The risks of non-specific antagonists (physostigmine, doxapram, aminophylline) outweigh the toxicity of benzodiazepines. Naloxone has proved to be inactive.
Flumazenil is an antagonist of the benzodiazepine receptors with a high affinity for these sites. It has no significant intrinsic effects, and rapidly antagonizes the properties of both agonists and inverse agonists.
Flumazenil rapidly reverses central nervous system and respiratory depression. Arousal usually occurs 30 to 60 s after intravenous administration and may last for 1 to 2 h. The rate of gradual relapse of sedation depends on the substances involved and their metabolites. Slow injection is recommended because of the frequent side-effects associated with sudden arousal, including anxiety, palpitations, nausea, and vomiting. Measures to prevent aspiration (lateral position, suction equipment) must be taken. The usual dose consists of 0.1 to 0.2 mg/min every 30 s until sufficient alertness and adequate respiration and reflexes are obtained; full recovery should not be the goal. Continuous infusion of 0.5 to 2 mg/h may be needed to maintain the effect ( Lheure.u.x.,et...a./ 1991) since flumazenil has a much shorter half-life
(about 1 h) than most agonists.
Flumazenil can be used as a diagnostic tool (iSp.r.e.n.g.e.r.,e.t..a/ 1994). However, it must be administered with caution in patients with history of chronic benzodiazepine abuse because of the risk of acute withdrawal syndrome associated with agitation, delirium, and seizures. Flumazenil should not be used in patients who are also intoxicated with proconvulsant or arrhythmogenic compounds (antidepressants, theophylline, antiarrhythmics, chloral hydrate, halogenated hydrocarbons, etc.) because of the risk of unmasking the toxic effects of these substances when the protective effects of benzodiazepines are antagonized. It should not be used in patients who present ventricular arrhythmias or an enlarged QRS complex (>100 msec) because simultaneous intoxication with cardiotoxic drugs may be suspected. Administration of flumazenil is contraindicated in patients with epilepsy, particularly if they are on long-term treatment with benzodiazepines ( Lheureux et a/. 1991)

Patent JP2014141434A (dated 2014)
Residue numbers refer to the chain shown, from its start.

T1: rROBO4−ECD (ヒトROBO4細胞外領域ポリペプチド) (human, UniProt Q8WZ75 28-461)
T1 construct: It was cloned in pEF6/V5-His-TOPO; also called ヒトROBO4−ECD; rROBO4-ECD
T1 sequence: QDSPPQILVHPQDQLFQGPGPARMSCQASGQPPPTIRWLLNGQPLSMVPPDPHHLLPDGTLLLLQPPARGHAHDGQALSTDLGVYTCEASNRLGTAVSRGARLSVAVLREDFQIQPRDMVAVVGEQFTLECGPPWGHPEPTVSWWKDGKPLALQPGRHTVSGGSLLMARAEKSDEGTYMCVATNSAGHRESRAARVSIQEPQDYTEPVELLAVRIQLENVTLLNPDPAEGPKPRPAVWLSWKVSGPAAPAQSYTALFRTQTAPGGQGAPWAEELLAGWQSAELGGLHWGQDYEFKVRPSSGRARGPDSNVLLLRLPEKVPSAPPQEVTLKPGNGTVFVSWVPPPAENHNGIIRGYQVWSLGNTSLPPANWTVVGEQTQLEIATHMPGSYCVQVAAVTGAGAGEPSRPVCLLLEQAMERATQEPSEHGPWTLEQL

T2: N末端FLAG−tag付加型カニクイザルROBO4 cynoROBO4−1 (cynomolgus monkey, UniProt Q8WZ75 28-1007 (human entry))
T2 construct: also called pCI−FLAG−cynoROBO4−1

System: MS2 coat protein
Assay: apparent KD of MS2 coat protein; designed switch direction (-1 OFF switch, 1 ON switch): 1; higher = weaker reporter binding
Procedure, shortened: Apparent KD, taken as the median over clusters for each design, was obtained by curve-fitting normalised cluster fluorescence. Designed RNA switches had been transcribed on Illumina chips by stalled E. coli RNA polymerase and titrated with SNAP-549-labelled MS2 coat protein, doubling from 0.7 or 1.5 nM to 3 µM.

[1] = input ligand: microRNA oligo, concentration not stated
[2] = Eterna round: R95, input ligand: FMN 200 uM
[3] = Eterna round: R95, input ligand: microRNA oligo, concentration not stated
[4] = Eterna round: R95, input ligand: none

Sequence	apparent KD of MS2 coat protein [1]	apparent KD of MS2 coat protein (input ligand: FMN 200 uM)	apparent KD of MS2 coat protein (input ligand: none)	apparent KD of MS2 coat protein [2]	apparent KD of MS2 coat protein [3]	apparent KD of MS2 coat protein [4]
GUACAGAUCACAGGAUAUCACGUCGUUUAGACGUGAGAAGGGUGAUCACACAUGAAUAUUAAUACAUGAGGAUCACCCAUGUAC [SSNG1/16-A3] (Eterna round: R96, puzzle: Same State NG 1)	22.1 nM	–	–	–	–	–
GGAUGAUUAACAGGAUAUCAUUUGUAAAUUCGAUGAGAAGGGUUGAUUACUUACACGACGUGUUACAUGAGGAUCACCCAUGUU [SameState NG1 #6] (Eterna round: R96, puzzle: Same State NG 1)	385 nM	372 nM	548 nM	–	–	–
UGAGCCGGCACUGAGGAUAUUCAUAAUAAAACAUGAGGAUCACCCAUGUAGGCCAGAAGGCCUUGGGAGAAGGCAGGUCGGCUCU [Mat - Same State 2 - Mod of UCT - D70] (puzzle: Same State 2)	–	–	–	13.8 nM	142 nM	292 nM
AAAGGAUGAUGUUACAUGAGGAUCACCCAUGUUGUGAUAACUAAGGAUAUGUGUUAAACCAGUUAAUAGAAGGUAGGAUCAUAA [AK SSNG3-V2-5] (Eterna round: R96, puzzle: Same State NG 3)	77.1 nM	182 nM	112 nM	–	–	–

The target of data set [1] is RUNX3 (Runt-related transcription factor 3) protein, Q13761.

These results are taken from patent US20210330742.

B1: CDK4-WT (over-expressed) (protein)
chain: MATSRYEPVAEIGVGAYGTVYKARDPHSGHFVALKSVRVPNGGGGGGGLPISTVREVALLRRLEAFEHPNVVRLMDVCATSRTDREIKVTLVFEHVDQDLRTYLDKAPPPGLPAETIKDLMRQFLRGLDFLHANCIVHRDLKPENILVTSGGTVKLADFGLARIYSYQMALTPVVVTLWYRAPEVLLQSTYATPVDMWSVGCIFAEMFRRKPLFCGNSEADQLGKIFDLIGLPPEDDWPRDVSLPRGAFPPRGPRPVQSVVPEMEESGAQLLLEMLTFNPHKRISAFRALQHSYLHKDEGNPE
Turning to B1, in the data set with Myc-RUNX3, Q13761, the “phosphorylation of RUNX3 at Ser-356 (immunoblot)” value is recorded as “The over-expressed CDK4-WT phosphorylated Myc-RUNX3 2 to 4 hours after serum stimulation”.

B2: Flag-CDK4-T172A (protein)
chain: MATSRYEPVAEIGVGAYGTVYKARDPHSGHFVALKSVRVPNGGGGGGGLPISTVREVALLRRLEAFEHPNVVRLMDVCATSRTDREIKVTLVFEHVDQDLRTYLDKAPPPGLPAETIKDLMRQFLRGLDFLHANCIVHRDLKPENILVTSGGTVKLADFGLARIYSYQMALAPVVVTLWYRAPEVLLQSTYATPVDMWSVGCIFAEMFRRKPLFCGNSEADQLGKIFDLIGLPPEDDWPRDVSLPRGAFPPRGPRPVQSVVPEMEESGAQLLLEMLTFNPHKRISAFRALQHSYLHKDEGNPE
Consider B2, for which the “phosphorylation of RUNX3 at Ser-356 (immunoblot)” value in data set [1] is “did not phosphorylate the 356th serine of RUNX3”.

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It seems like you hear it all the time from nearly every one you know I'm SO stressed out!? Pressures abound in this world today. Those pressures cause stress and anxiety, and often we are ill-equipped to deal with those stressors that trigger anxiety and other feelings that can make us sick. Literally, sick.